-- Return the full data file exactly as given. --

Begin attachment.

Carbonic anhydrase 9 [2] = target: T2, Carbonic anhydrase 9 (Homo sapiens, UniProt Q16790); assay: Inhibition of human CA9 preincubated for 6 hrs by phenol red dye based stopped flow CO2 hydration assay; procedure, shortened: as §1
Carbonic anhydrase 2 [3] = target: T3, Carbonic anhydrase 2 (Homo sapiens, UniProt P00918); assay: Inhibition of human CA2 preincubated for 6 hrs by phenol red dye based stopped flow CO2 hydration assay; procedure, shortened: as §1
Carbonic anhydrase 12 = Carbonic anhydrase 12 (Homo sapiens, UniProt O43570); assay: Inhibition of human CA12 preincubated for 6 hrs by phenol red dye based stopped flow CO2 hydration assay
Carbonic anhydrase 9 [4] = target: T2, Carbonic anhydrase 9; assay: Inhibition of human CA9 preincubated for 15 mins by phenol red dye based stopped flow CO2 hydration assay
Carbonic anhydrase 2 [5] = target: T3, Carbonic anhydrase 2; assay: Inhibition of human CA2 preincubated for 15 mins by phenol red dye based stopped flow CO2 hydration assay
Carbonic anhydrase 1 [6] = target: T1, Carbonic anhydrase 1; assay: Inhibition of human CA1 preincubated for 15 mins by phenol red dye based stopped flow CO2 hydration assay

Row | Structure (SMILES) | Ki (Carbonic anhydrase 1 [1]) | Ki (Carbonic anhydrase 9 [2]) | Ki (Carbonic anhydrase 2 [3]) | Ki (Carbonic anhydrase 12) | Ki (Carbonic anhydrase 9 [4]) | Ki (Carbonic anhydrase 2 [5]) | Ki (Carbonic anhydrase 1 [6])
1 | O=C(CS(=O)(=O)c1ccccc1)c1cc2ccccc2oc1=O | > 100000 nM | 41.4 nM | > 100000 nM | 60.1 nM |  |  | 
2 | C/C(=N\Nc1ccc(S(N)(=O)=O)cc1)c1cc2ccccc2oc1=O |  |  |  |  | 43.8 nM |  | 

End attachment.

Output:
Carbonic anhydrase 9 [2] = target: T2, Carbonic anhydrase 9 (Homo sapiens, UniProt Q16790); assay: Inhibition of human CA9 preincubated for 6 hrs by phenol red dye based stopped flow CO2 hydration assay; procedure, shortened: as §1
Carbonic anhydrase 2 [3] = target: T3, Carbonic anhydrase 2 (Homo sapiens, UniProt P00918); assay: Inhibition of human CA2 preincubated for 6 hrs by phenol red dye based stopped flow CO2 hydration assay; procedure, shortened: as §1
Carbonic anhydrase 12 = Carbonic anhydrase 12 (Homo sapiens, UniProt O43570); assay: Inhibition of human CA12 preincubated for 6 hrs by phenol red dye based stopped flow CO2 hydration assay
Carbonic anhydrase 9 [4] = target: T2, Carbonic anhydrase 9; assay: Inhibition of human CA9 preincubated for 15 mins by phenol red dye based stopped flow CO2 hydration assay
Carbonic anhydrase 2 [5] = target: T3, Carbonic anhydrase 2; assay: Inhibition of human CA2 preincubated for 15 mins by phenol red dye based stopped flow CO2 hydration assay
Carbonic anhydrase 1 [6] = target: T1, Carbonic anhydrase 1; assay: Inhibition of human CA1 preincubated for 15 mins by phenol red dye based stopped flow CO2 hydration assay

Row | Structure (SMILES) | Ki (Carbonic anhydrase 1 [1]) | Ki (Carbonic anhydrase 9 [2]) | Ki (Carbonic anhydrase 2 [3]) | Ki (Carbonic anhydrase 12) | Ki (Carbonic anhydrase 9 [4]) | Ki (Carbonic anhydrase 2 [5]) | Ki (Carbonic anhydrase 1 [6])
1 | O=C(CS(=O)(=O)c1ccccc1)c1cc2ccccc2oc1=O | > 100000 nM | 41.4 nM | > 100000 nM | 60.1 nM |  |  | 
2 | C/C(=N\Nc1ccc(S(N)(=O)=O)cc1)c1cc2ccccc2oc1=O |  |  |  |  | 43.8 nM |  | 